Gueguen – Question 5
5What is the biggest issue facing data curation now: technology, infrastructure, staffing, training, or something else?
Digital Archivist, Albert and Shirley Small Special Collections Library – University of Virginia
¶ 1 Leave a comment on paragraph 1 0 I would say that all of those factors are affecting data curation, and each is interrelated. The technology needs to be developed and available first so that infrastructure can be built on it. Libraries and archives have made a lot of progress in this area, especially in the realm of repository development. At UVa we were involved in the earliest stages of developing the Fedora digital repository, and we continue to develop this powerful tool. Fedora, and the offshoot, Hydra, provide the capacity to store digital objects of any kind. The repository can then interact with all kinds of tools that do things with those objects—index and search metadata, stream video, and display the pages of a book in order. The proliferation of data formats, operating systems, software, and media has been truly staggering in the last thirty years. Developing technology solutions like Fedora that will last and be interoperable is a huge task, but I think we are beginning to take on those challenges.
¶ 2 Leave a comment on paragraph 2 0 With technology in place, infrastructure—by which I mean a framework of standardization, organizational support, planning, and shared responsibilities—must follow in order to allow for successful adoption. If there is no infrastructure for using and supporting a certain technology, it can sometimes die out. For example UVa’s Fedora repository, is being developed using standard metadata schemes. Because these standards are widely used, the organization can trust that the digital object described with them will be understandable in the future. The organization can then feel confident investing staff resources in creating these objects and later will be able to share them with other repositories using similar standards. This sharing then increases the likelihood these objects will endure. Overall, the entire infrastructure supports the goals of long-term preservation. On the other hand, another example might be the adoption of a software tool that creates data in proprietary formats. If the infrastructure does not support that format (for example, other software cannot read it, or staff do not know how to use it), it will not be sustainable. Either the data in those formats will become obsolete and unrecoverable, or the infrastructure will have to adapt to support it.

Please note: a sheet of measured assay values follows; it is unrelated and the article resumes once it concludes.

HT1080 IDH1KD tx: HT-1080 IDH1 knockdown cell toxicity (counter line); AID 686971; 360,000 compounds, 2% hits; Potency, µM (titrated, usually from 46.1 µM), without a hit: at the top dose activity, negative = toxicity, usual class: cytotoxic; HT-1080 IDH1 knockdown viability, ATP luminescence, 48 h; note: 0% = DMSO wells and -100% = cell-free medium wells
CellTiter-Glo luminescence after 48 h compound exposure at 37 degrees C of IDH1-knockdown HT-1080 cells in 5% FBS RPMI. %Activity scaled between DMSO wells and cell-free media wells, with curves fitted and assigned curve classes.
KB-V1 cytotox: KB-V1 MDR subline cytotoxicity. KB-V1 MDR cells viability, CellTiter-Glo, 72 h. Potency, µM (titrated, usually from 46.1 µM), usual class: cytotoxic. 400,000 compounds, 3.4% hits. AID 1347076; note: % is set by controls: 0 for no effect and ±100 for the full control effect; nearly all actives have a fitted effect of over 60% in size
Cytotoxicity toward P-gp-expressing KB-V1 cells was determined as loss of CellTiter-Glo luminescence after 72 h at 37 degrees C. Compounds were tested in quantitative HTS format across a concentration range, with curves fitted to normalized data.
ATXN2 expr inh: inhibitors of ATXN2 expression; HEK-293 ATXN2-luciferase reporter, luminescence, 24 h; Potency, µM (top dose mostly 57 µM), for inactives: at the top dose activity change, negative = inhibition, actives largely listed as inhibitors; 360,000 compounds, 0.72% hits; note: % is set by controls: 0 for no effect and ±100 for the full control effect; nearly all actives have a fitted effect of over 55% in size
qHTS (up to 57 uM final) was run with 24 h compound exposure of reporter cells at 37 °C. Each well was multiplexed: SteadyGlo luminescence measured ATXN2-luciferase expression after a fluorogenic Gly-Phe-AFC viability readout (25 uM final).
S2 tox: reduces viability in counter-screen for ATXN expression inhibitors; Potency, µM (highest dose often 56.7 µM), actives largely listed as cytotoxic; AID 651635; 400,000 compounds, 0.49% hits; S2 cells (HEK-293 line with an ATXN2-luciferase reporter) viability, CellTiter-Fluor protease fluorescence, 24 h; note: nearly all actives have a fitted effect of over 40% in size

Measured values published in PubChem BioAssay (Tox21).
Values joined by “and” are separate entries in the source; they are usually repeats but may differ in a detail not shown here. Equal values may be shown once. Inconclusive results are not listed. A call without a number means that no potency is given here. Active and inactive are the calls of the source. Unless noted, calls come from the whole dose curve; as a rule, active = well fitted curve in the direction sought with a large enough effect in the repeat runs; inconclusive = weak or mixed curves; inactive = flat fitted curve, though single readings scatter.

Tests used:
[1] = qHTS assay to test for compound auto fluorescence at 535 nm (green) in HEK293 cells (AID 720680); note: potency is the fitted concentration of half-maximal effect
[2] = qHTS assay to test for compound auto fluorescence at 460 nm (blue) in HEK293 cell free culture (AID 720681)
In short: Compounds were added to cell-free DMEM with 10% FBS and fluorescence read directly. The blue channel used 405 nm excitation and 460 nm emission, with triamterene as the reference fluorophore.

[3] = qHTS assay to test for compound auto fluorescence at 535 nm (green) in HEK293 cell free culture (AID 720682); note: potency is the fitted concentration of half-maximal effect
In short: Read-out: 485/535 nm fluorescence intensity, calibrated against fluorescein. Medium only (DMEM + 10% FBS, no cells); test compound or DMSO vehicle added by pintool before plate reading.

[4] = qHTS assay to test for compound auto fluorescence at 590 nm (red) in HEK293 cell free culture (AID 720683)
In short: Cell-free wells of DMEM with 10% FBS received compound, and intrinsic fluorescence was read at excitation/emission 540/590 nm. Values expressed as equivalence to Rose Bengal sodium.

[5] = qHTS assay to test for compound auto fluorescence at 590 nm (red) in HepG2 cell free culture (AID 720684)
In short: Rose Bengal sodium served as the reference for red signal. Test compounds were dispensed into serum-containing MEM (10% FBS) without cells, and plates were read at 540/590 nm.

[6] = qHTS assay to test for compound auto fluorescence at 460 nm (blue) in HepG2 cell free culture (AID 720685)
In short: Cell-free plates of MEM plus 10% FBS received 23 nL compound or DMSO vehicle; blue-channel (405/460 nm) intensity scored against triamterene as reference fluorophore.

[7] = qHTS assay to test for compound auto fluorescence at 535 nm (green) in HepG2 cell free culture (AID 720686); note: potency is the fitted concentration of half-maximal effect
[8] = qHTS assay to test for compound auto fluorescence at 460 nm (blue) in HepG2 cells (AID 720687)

¶ 3 Leave a comment on paragraph 3 0 Many organizations, especially in the cultural heritage sector, lack this infrastructure, in part because they lack the staffing to develop and maintain it. Trends in higher education have seen library budgets plummet, and leaner staffing models are part of the fallout. These remaining staff members, in turn, are not always trained to keep up with cutting-edge developments in technology and standards. It makes sense that when your staff is busy on the reference desk, instructing classes, engaging in collection development, and meeting with faculty, learning an entirely new skill set will not get top priority. Libraries like UVa hire a staff with diverse talents and then find ways to help those employees work together. Digital Curators often tend to be “connectors” or “translators” helping bridge the divide between traditional data, archival practice, and modern technological tools. In turn, they help those on either side of the divide understand each other and work together better. Eventually, even the more traditional jobs begin to include more work with technology. Over time, this kind of savvy staffing translates into overall changes in the profession.
0 Comments on the whole post
Leave a comment on the whole post
0 Comments on paragraph 1
Leave a comment on paragraph 1
0 Comments on paragraph 2
Leave a comment on paragraph 2
0 Comments on paragraph 3
Leave a comment on paragraph 3